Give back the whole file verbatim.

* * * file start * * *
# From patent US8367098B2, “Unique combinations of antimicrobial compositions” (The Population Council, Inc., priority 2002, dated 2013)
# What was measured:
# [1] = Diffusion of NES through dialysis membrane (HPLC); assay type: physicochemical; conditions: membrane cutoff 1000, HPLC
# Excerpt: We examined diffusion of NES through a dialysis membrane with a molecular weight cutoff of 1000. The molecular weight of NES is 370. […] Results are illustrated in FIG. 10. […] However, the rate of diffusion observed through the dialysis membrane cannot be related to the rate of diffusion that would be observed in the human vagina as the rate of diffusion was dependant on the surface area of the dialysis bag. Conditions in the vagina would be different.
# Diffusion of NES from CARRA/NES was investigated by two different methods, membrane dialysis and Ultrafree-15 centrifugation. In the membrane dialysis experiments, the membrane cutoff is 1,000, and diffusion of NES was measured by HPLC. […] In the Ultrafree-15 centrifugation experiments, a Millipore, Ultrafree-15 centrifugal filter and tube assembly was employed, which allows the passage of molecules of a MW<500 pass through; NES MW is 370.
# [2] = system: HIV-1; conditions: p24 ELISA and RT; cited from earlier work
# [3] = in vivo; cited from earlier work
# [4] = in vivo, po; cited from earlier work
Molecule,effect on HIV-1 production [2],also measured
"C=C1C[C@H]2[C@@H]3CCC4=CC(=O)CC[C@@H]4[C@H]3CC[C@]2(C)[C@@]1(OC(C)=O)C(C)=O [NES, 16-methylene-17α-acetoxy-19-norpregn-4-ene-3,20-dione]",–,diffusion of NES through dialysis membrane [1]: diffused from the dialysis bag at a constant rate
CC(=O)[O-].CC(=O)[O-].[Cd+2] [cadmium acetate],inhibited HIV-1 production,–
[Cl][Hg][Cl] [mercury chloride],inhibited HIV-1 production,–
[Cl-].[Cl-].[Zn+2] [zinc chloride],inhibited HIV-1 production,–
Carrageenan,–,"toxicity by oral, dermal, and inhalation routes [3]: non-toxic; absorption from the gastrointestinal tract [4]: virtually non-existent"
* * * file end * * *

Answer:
# From patent US8367098B2, “Unique combinations of antimicrobial compositions” (The Population Council, Inc., priority 2002, dated 2013)
# What was measured:
# [1] = Diffusion of NES through dialysis membrane (HPLC); assay type: physicochemical; conditions: membrane cutoff 1000, HPLC
# Excerpt: We examined diffusion of NES through a dialysis membrane with a molecular weight cutoff of 1000. The molecular weight of NES is 370. […] Results are illustrated in FIG. 10. […] However, the rate of diffusion observed through the dialysis membrane cannot be related to the rate of diffusion that would be observed in the human vagina as the rate of diffusion was dependant on the surface area of the dialysis bag. Conditions in the vagina would be different.
# Diffusion of NES from CARRA/NES was investigated by two different methods, membrane dialysis and Ultrafree-15 centrifugation. In the membrane dialysis experiments, the membrane cutoff is 1,000, and diffusion of NES was measured by HPLC. […] In the Ultrafree-15 centrifugation experiments, a Millipore, Ultrafree-15 centrifugal filter and tube assembly was employed, which allows the passage of molecules of a MW<500 pass through; NES MW is 370.
# [2] = system: HIV-1; conditions: p24 ELISA and RT; cited from earlier work
# [3] = in vivo; cited from earlier work
# [4] = in vivo, po; cited from earlier work
Molecule,effect on HIV-1 production [2],also measured
"C=C1C[C@H]2[C@@H]3CCC4=CC(=O)CC[C@@H]4[C@H]3CC[C@]2(C)[C@@]1(OC(C)=O)C(C)=O [NES, 16-methylene-17α-acetoxy-19-norpregn-4-ene-3,20-dione]",–,diffusion of NES through dialysis membrane [1]: diffused from the dialysis bag at a constant rate
CC(=O)[O-].CC(=O)[O-].[Cd+2] [cadmium acetate],inhibited HIV-1 production,–
[Cl][Hg][Cl] [mercury chloride],inhibited HIV-1 production,–
[Cl-].[Cl-].[Zn+2] [zinc chloride],inhibited HIV-1 production,–
Carrageenan,–,"toxicity by oral, dermal, and inhalation routes [3]: non-toxic; absorption from the gastrointestinal tract [4]: virtually non-existent"